Petersen Field

late winter bone stillness of the field. dog’s soft footfall herding gait in figure eights encircling us, ghost-like, chasing shadows as they engulf us; knows no less than we whose footsteps spoon snow parfait crust halted by a clutch of briar on the northside of the workers’ house “in ruin before they left ten years ago,” says this new friend and suddenly we’re in the open field—escaped into late day light and free, for a while, to feel the farm’s passing millennium; the golf course recently finalized that will come of the next. we turn slowly to face each other. staggering greyness of sky surprises with a hem of orange light from behind the far away and darkening hills
the white dog
up the snowy rise
disappears

~ Donna Fleischer
in Contemporary Haibun Vol 4
Red Moon Press

    • Christina Pacosz
    • May 2nd, 2010

    Your words remind me of a few walks in the snowy woods with a good friend and our dogs on hundreds of acres of farmland doomed to development near Lake Orion, Michigan a very long time ago in the scheme of things. Thanks.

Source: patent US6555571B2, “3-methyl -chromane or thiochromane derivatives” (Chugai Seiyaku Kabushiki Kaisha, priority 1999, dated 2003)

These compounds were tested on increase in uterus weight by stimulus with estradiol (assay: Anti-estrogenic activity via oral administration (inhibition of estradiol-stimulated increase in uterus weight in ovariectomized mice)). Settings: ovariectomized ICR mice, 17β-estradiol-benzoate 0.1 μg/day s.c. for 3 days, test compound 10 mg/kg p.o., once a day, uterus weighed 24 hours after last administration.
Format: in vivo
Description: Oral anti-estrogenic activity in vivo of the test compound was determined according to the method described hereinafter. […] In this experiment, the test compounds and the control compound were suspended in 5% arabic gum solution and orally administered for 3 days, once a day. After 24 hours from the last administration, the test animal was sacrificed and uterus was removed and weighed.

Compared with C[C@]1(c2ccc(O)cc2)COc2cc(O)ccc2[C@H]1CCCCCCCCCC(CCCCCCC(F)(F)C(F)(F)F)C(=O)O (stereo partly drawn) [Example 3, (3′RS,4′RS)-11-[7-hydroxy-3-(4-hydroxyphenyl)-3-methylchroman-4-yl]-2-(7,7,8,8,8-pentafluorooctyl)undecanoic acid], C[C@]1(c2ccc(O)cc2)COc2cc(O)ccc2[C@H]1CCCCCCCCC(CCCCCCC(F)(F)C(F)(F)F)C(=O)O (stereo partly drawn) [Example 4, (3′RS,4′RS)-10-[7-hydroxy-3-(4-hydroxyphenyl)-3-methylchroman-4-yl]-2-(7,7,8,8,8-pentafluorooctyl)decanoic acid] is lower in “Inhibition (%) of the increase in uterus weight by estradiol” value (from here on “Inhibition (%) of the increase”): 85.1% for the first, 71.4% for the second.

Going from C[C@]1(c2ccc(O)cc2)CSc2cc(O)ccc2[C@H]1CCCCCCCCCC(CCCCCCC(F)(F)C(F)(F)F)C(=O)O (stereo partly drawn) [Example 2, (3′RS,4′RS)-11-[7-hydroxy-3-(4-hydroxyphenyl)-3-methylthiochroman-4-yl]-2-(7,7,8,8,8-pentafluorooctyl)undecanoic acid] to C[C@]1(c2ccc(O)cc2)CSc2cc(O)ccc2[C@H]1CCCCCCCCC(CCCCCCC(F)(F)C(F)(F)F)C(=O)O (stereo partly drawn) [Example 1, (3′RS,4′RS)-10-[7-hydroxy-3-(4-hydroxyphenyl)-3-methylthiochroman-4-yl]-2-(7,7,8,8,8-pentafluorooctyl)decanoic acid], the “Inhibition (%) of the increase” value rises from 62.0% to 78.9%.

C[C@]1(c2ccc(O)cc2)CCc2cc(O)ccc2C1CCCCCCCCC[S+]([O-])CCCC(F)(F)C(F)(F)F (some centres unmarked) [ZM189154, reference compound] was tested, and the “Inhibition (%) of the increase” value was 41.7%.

1. I’m glad we each had those walks. Have you seen Antonioni’s “Fahrenheit 451” based on Ray Bradbury’s novel? What we each experienced reminds me of the ending of the film: a smallish group of resisters of all different ages who live in what little woods is left, dedicate themselves to memorizing a book of their choice because the society is burning all banned books. I think of us as memorizing the land, the natural world, before it succumbs to the human template of so-called development and progress. We humans surely seem afraid of wildness. Perhaps because many have “developed” too far away from their own. We are rewilding other species. How about our own? What do you think, Christina?

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